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5 Simple but Effective Ways to Advocate for Your Team

by Josh Breland


Employee advocacy is about genuinely caring for your people. Great leaders not only deeply care for their people, their people know deeply that their leader cares for them. By communicating, praising, stretching, and creating safety, your team will be encouraged and cared for by your advocacy.

Tell them you are their advocate

Great leaders don’t make others assume reality, they create and communicate reality. No one will advocate for your people like you will and your team needs to know that. Simply telling your team in 1:1’s or team meetings that you are their advocate is an effective first step in advocating for your people. Also, merely saying it once will not do. Creating a team culture of advocacy will take frequent clear communication that, as their leader, you have their back.

Give public praise in front of senior leaders

The opportunity to publicly praise your people in front of senior leaders may not be often, but it is a powerful way to advocate for your people. Deep down, everyone wants to do a good job and be recognized for their hard work. When you publicly praise your people in front of senior leaders, they see that you are on record affirming them and their work. Great leaders love to share their influence to empower and help others. Giving public praise in front of senior leaders is a great way to advocate for your people.

Give private praise to others in organization

We’ve all been in meetings or hallway conversations where a team’s project efforts are brought up. As leaders, it is all too easy to say thanks and move the conversation along. One simple way to advocate for your people in those situations is to lean in and specifically mention the individual efforts of each team member. Share with others in your organization the sacrifice, focus, diligence, or creativity of your people. No one is more knowledgeable of your team’s efforts than the team leader. Advocate for your team by giving private praise to others.

Recommend them for stretch assignments

One of the best ways to grow professionally is stretch assignments. Stretch assignments, or stretch projects, is work that is outside the comfort or competence zone of a team member. A simple way to advocate for your people is by assigning stretch work. This communicates that you have their back in professional development and that you trust them. Employee advocacy builds trust and assigning stretch projects is a great way to build trust with your people.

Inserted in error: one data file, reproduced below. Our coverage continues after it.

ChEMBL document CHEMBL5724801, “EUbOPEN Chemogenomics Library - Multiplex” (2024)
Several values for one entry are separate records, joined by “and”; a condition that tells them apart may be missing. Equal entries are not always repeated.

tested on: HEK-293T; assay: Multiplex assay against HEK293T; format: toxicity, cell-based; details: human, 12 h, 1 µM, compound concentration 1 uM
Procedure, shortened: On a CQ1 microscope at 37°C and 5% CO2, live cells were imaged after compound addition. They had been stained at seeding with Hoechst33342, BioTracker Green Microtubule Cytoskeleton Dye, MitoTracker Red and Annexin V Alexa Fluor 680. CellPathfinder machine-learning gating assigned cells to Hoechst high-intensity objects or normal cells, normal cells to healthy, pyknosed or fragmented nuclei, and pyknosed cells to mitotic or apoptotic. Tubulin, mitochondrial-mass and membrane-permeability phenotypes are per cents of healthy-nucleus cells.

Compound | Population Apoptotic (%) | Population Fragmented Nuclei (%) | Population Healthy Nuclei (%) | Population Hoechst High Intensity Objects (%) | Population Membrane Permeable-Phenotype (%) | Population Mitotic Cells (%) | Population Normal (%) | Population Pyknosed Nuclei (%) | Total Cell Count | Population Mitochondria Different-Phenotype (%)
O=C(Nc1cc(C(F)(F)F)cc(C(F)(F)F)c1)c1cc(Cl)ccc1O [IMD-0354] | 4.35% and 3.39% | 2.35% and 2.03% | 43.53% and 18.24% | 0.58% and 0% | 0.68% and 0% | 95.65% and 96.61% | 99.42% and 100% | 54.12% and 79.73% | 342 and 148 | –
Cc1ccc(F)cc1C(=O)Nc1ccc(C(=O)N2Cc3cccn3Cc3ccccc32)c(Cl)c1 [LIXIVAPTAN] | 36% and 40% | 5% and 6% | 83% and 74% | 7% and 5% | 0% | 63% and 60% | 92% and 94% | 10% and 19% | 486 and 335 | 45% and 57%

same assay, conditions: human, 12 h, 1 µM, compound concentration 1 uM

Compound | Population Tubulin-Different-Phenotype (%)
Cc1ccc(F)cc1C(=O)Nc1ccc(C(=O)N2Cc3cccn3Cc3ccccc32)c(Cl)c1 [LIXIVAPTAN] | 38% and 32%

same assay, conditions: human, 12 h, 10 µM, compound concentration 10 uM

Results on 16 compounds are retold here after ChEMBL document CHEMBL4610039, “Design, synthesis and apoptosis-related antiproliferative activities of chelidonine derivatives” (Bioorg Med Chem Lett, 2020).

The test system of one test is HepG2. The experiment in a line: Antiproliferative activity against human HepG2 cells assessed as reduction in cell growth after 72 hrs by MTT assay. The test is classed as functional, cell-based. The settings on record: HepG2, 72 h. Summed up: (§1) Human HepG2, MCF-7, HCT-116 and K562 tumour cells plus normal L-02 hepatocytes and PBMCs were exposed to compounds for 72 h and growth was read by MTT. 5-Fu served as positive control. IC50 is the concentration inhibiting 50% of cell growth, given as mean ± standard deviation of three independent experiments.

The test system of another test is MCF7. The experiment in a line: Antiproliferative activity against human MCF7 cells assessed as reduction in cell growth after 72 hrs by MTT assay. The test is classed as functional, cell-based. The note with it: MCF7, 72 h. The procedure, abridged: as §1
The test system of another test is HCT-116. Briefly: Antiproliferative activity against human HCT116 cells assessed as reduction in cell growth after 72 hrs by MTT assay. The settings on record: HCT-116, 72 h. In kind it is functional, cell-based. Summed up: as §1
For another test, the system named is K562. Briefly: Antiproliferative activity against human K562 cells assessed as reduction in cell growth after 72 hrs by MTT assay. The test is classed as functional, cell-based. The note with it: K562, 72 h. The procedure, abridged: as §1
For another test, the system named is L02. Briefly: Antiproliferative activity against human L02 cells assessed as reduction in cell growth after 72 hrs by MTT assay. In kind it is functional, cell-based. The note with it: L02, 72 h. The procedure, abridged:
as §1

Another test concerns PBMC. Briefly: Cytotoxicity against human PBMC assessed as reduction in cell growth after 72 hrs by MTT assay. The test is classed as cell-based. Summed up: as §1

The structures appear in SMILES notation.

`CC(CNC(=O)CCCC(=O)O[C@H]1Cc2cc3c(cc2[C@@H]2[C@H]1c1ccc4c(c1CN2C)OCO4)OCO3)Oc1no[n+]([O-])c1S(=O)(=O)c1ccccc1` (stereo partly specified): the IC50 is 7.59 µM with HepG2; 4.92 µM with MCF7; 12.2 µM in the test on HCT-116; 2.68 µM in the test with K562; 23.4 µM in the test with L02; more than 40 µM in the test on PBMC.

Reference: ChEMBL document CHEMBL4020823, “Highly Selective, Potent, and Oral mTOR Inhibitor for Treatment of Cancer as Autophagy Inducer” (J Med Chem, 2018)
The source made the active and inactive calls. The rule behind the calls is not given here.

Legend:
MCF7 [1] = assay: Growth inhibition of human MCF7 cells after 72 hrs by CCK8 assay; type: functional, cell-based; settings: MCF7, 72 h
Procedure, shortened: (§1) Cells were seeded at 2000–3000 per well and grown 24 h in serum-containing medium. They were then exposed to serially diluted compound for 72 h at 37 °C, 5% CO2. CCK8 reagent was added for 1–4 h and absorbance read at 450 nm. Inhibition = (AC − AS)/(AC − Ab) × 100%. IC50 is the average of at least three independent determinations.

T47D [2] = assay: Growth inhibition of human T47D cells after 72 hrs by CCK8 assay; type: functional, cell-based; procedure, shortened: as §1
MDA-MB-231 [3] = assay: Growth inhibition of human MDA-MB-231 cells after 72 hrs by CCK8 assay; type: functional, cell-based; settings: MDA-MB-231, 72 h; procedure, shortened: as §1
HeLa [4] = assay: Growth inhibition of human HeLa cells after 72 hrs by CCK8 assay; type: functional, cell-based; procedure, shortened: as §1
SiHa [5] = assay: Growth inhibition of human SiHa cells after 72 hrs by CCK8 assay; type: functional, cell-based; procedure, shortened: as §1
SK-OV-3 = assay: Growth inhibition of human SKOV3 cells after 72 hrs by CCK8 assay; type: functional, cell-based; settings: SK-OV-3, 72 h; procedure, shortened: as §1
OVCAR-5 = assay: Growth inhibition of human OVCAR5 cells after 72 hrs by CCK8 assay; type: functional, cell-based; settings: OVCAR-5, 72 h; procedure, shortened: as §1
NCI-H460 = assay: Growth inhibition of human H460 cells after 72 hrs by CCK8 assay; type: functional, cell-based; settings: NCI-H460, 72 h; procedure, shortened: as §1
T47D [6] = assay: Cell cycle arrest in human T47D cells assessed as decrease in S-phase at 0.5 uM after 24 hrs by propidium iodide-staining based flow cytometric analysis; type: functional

Fight for psychological safety in meetings

Do your people feel safe in your presence? Do they feel safe in team meetings? An effective way to advocate for your people is to fight for psychological safety in meetings.

A few tactics: communicate the meeting is a safe environment to speak freely, gently point out possible offense, affirm points of view that may not be fairly considered, thank team members for their honesty and candor. By using these simple tactics, team members will know they are safe in meetings, and that you care for them.

Everyone wants, and needs, an advocate as their boss. Be the advocate your people need. Advocacy is not always easy, but it can be simple. Your people deserve it.

Originally posted at Leaders.DoLeadership Blog

Josh Breland

Josh Breland helps church leaders win with data and church analytics at Churchlytics. He previously led the communications team as Director of Communication & Strategic Initiatives at College Park Church in Indianapolis, Indiana. He is married with three daughters. Connect with Josh on Twitter and LinkedIn.

Disclosure of Material Connection: Some of the links in the post above are “affiliate links.” This means if you click on the link and purchase the item, I will receive an affiliate commission. Regardless, I only recommend products or services I use personally and believe will add value to my readers. I am disclosing this in accordance with the Federal Trade Commission’s 16 CFR, Part 255: “Guides Concerning the Use of Endorsements and Testimonials in Advertising.”

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